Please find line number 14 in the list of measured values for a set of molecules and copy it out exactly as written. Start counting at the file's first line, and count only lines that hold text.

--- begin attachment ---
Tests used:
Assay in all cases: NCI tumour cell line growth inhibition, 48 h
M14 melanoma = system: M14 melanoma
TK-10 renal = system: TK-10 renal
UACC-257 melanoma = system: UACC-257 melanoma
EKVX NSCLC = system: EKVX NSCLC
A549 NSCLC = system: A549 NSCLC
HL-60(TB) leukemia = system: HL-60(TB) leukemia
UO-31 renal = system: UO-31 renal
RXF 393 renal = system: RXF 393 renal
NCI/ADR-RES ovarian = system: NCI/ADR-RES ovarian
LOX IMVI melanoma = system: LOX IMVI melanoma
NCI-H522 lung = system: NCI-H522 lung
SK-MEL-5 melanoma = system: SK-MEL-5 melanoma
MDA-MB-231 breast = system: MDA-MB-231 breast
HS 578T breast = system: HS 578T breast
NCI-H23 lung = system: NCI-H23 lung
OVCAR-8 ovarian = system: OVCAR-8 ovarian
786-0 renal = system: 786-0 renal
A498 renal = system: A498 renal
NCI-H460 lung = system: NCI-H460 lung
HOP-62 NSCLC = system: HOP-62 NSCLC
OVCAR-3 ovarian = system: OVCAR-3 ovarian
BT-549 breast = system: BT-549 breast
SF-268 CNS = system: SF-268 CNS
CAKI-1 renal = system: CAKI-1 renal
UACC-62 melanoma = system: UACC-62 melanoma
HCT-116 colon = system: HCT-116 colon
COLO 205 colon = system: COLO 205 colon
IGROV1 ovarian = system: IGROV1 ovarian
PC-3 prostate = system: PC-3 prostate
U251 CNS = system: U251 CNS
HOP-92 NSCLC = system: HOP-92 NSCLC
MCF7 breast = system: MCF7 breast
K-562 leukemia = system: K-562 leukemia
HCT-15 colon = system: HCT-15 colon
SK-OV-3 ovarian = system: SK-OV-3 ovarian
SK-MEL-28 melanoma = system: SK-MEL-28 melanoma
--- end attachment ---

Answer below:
SK-MEL-5 melanoma = system: SK-MEL-5 melanoma